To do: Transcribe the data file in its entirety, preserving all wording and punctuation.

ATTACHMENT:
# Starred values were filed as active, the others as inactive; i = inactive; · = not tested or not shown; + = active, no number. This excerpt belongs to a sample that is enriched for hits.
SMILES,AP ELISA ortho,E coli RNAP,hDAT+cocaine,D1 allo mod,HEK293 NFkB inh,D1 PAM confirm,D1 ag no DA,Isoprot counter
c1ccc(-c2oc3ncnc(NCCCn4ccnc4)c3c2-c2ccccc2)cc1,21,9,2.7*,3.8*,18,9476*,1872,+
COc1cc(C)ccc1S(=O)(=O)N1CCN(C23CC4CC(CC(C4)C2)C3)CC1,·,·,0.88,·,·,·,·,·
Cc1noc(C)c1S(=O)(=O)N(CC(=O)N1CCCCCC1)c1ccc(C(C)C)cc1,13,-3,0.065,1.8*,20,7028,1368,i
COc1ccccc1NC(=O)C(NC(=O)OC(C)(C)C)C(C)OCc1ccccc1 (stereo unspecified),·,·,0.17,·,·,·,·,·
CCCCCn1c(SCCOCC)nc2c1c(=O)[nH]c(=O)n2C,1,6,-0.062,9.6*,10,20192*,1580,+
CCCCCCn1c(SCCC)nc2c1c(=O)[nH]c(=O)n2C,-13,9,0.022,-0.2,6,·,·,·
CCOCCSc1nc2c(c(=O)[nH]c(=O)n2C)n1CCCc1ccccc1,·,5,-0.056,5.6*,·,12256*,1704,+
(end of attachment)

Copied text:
# Starred values were filed as active, the others as inactive; i = inactive; · = not tested or not shown; + = active, no number. This excerpt belongs to a sample that is enriched for hits.
SMILES,AP ELISA ortho,E coli RNAP,hDAT+cocaine,D1 allo mod,HEK293 NFkB inh,D1 PAM confirm,D1 ag no DA,Isoprot counter
c1ccc(-c2oc3ncnc(NCCCn4ccnc4)c3c2-c2ccccc2)cc1,21,9,2.7*,3.8*,18,9476*,1872,+
COc1cc(C)ccc1S(=O)(=O)N1CCN(C23CC4CC(CC(C4)C2)C3)CC1,·,·,0.88,·,·,·,·,·
Cc1noc(C)c1S(=O)(=O)N(CC(=O)N1CCCCCC1)c1ccc(C(C)C)cc1,13,-3,0.065,1.8*,20,7028,1368,i
COc1ccccc1NC(=O)C(NC(=O)OC(C)(C)C)C(C)OCc1ccccc1 (stereo unspecified),·,·,0.17,·,·,·,·,·
CCCCCn1c(SCCOCC)nc2c1c(=O)[nH]c(=O)n2C,1,6,-0.062,9.6*,10,20192*,1580,+
CCCCCCn1c(SCCC)nc2c1c(=O)[nH]c(=O)n2C,-13,9,0.022,-0.2,6,·,·,·
CCOCCSc1nc2c(c(=O)[nH]c(=O)n2C)n1CCCc1ccccc1,·,5,-0.056,5.6*,·,12256*,1704,+